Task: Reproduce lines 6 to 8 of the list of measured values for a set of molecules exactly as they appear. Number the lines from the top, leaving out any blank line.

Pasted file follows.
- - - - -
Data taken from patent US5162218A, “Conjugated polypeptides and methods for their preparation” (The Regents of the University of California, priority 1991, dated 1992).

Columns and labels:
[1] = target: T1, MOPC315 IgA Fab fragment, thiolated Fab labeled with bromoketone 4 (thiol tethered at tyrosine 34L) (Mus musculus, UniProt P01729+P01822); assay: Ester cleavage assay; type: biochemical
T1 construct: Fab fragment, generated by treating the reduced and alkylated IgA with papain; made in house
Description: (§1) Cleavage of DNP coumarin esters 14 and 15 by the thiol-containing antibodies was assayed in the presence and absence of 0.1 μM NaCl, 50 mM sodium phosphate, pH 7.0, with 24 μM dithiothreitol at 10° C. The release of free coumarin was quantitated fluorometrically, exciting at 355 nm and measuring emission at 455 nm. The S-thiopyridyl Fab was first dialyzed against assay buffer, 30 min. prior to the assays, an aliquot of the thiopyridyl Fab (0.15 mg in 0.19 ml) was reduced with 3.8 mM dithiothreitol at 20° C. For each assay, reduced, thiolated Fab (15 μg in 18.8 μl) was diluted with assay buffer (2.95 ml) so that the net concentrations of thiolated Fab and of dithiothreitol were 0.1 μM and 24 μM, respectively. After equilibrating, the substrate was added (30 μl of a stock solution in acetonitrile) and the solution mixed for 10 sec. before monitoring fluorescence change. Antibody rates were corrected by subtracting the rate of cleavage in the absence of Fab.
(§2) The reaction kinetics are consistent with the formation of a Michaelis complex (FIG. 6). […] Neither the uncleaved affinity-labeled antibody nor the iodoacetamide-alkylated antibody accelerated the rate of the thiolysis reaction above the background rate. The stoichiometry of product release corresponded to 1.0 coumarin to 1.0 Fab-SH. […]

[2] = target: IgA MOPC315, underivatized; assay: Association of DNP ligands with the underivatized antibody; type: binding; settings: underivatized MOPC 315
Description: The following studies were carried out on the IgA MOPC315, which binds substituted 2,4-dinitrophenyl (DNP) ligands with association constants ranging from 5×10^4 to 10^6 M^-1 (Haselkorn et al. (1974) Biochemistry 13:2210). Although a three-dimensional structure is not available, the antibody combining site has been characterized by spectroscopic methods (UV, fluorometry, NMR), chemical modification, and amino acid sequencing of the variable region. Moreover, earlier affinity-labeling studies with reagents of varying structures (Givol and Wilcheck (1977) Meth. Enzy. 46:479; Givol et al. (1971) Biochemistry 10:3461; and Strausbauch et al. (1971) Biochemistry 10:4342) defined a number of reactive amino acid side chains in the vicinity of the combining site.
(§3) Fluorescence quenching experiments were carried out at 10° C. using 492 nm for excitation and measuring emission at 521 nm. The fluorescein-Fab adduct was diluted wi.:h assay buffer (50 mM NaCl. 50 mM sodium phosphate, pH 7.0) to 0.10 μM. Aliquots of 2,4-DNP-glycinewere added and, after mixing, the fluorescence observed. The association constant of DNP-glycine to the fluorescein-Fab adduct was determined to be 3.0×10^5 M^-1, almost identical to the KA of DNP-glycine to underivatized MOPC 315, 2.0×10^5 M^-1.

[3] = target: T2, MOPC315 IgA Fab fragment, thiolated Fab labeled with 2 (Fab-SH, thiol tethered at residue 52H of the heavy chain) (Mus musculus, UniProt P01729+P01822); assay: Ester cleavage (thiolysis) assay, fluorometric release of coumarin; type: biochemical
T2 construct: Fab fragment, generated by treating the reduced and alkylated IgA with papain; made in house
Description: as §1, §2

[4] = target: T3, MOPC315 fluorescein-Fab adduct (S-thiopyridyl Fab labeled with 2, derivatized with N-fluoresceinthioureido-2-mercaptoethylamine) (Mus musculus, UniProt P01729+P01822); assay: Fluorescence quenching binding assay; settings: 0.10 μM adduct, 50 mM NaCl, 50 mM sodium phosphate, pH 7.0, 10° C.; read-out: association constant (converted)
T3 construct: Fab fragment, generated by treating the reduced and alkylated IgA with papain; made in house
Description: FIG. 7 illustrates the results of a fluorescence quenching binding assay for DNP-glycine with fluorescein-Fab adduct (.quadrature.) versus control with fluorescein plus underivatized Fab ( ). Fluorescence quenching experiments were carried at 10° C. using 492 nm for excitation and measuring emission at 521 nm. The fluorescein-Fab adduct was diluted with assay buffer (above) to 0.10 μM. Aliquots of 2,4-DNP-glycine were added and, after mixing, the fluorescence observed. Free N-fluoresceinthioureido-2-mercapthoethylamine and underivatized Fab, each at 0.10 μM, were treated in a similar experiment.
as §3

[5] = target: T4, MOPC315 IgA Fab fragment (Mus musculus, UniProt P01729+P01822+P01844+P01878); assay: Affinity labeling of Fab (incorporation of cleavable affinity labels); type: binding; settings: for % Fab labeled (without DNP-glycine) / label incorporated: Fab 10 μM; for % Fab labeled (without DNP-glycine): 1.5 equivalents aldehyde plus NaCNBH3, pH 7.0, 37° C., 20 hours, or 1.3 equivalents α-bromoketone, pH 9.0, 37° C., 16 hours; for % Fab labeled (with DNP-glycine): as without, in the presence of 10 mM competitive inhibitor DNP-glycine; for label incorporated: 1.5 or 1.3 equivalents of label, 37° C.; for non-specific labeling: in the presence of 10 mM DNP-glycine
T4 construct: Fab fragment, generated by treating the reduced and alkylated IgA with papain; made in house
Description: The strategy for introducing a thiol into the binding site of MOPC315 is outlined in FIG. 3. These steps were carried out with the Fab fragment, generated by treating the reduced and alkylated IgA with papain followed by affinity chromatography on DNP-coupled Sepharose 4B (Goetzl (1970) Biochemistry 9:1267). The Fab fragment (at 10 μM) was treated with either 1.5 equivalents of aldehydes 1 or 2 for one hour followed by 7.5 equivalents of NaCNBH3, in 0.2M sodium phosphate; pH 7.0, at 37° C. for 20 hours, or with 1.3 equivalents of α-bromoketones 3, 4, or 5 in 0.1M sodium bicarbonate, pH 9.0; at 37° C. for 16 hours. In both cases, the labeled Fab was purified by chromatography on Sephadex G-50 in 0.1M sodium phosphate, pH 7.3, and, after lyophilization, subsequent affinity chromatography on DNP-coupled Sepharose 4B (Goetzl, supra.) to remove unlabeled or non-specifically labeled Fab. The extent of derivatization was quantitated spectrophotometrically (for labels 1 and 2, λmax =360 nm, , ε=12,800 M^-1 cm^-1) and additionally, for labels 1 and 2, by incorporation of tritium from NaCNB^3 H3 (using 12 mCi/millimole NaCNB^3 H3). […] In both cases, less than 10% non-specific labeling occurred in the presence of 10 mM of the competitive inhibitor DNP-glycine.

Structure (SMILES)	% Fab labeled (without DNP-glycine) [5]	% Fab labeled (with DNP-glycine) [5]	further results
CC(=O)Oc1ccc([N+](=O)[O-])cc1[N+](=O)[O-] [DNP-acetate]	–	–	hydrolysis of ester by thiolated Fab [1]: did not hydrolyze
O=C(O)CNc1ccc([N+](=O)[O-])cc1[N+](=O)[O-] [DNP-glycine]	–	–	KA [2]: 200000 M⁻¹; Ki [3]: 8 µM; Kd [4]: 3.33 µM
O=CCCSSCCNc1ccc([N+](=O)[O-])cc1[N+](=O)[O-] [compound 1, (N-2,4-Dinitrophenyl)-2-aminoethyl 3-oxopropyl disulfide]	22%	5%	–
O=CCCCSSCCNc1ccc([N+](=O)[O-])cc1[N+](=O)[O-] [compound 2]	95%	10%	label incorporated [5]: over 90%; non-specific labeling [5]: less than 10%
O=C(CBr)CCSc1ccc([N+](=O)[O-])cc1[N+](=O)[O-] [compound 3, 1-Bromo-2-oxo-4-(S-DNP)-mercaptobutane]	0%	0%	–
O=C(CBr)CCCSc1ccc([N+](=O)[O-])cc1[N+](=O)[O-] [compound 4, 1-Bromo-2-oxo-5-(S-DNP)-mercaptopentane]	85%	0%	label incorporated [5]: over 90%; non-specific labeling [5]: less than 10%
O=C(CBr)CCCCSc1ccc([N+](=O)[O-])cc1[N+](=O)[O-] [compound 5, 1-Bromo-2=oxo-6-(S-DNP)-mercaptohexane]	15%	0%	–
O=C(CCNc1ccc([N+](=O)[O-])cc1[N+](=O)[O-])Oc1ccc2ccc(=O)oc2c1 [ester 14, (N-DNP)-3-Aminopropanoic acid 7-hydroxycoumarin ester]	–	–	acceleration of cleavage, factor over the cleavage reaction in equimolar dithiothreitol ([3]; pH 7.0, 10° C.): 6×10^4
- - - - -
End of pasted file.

(§2) The reaction kinetics are consistent with the formation of a Michaelis complex (FIG. 6). […] Neither the uncleaved affinity-labeled antibody nor the iodoacetamide-alkylated antibody accelerated the rate of the thiolysis reaction above the background rate. The stoichiometry of product release corresponded to 1.0 coumarin to 1.0 Fab-SH. […]

[2] = target: IgA MOPC315, underivatized; assay: Association of DNP ligands with the underivatized antibody; type: binding; settings: underivatized MOPC 315
Description: The following studies were carried out on the IgA MOPC315, which binds substituted 2,4-dinitrophenyl (DNP) ligands with association constants ranging from 5×10^4 to 10^6 M^-1 (Haselkorn et al. (1974) Biochemistry 13:2210). Although a three-dimensional structure is not available, the antibody combining site has been characterized by spectroscopic methods (UV, fluorometry, NMR), chemical modification, and amino acid sequencing of the variable region. Moreover, earlier affinity-labeling studies with reagents of varying structures (Givol and Wilcheck (1977) Meth. Enzy. 46:479; Givol et al. (1971) Biochemistry 10:3461; and Strausbauch et al. (1971) Biochemistry 10:4342) defined a number of reactive amino acid side chains in the vicinity of the combining site.